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simon2wright
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21 Feb 2006, 4:08 pm

Has anyone else had trouble sleeping at night caused by nightmares, hallucinations, noises or voices in your head or just by your brain keeping you awake when you feel tired and want to sleep?



BladeX
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21 Feb 2006, 4:57 pm

No voices or anything, usually my mind just keeps racing and thinking long after I want to get to sleep.


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Aspie1
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21 Feb 2006, 6:37 pm

Thanks God, I don't have any problems now, save for a little bit of trouble falling asleep. However, as a child, I had problems every day. I would take at least an hour to go from wide awake to sleepy, and another hour to actually fall asleep. Then every night, when finally asleep, I'd have a nightmare that either jarred me awake or made me nervous for the entire day.



nirrti_rachelle
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21 Feb 2006, 8:21 pm

I don't have hallucinations but I do feel a little paranoia at night that I've tempered with Klonopen (anti-anxiety med) and have to have at least one light on in the house when I'm asleep. Otherwise, I'm rather nocturnal, not going to bed until five in the morning.


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21 Feb 2006, 8:56 pm

Psychosis? No. Perseveration? Yes.



Bland
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21 Feb 2006, 10:45 pm

I used to lay awake in bed for hours thinking of all the worst-case scenarios that could possibly happen and feel very freaked-out! I knew it was stupid but I couldn't resist! I overcame this with several methods which I employed simultaneously.

Logic: Could these scenarios happen? Yes. Was it very probable that they would happen? No. If they did happen would not life just continue as if they had never happened? Yes.

Making myself act calm and brave even though I wasn't: I wanted to lie on my side, curled up in a ball with the covers pulled tight around me. Instead, I'd force myself to lie splayed out, on my back with no covers at all. (This took time. At first I layed on my side but not curled up, with all covers. Then I laid on my back, still covered. Then I laid on my back with only sheet; eventually, no covers)

Deep, restful breathing, forcing my heart to slow and my mind to be at peace, not racing.

Think on God. Thinking on the biggest thing in the universe. (bigger than any suicidal, homicidal, perverted chain-saw massacreer!)

Stop reading and viewing things that are creepy, eerie, spooky, perverted, twisted or sickeningly strange. (this was hard for me, but definately was key to cleansing my mind)

After months of making these a nightly routine and practice, things began to be more calm. After a couple of years, I've never had a problem with it again UNLESS I've stayed up too late and am in a "buzzing" state.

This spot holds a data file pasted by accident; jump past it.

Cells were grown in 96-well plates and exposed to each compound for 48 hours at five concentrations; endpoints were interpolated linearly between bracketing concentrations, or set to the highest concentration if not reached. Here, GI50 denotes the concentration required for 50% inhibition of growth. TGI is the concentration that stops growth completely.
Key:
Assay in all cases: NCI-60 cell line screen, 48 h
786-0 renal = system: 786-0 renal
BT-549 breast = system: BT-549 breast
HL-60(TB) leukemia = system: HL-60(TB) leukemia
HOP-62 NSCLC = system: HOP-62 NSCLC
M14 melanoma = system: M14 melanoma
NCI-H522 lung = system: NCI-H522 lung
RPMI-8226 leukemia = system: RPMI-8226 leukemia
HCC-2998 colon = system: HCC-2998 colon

The funny thing is, I never was afraid at night until sometime around puberty and this lasted into my young twenties!


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Jetson
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21 Feb 2006, 11:54 pm

I don't have 'night psychosis' or anything like that, but sometimes I'm strangely reluctant to go to sleep and will sit up until the wee hours watching very bad TV or reading books or surfing the web even though I'm tired and have things to do the next day and *know* I should be sleeping. When I'm on vacation or off work for a few days I often end up on a nocturnal schedule, going to sleep at 7AM or later and then waking up at 2 or 3 in the afternoon.

The worst times are when I get hooked on pattern games like Tetris. I'll try to go to sleep but I keep seeing vague puzzle pieces in my head and simply can't "let it go" enough to fall asleep.


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22 Feb 2006, 12:17 am

Jetson wrote:
The worst times are when I get hooked on pattern like Tetris. I'll try to go to sleep but I keep seeing vague puzzle pieces in my head and simply can't "let it go" enough to fall asleep.


I have the same problem with Tetris and my Rubik's Cube. Once I get focused in, I cannot get the pattern out of my head until I quit messing around with it for a day or so. It's very annoying sometimes.

I sleep with a night light. I admit it. If I don't have a little bit of illumination, I have a tendency to get all "I see people" paranoid. I also like to sleep in a sort of tent---I have a bunk bed and sleep on the bottom---behind a wall of blankets. It's a safety thing, I guess, although I've never been given cause to be afraid of the dark.

The biggest problem with trying to sleep is getting my head to stop running so fast, and what's funny is that drinking a Coke or something caffeinated tends to get me to sleep faster than when I don't. I much prefer staying up at night and sleeping in the morning, but oh well.


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Lygophile
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23 Feb 2006, 11:07 pm

simon2wright wrote:
Has anyone else had trouble sleeping at night caused by nightmares, hallucinations, noises or voices in your head or just by your brain keeping you awake when you feel tired and want to sleep?


I'm new here but this post really interested me so I thought I'd de-lurk so I can comment.

*really quick intro* (I'll post a proper introduction the getting to know eachother forum later)
I'm a 25 yr. old undiagnosed aspie guy living in north-western Vermont.

I have on a number of occasions experienced both hallucinations and noises/voices in my head while I've been trying to go to sleep.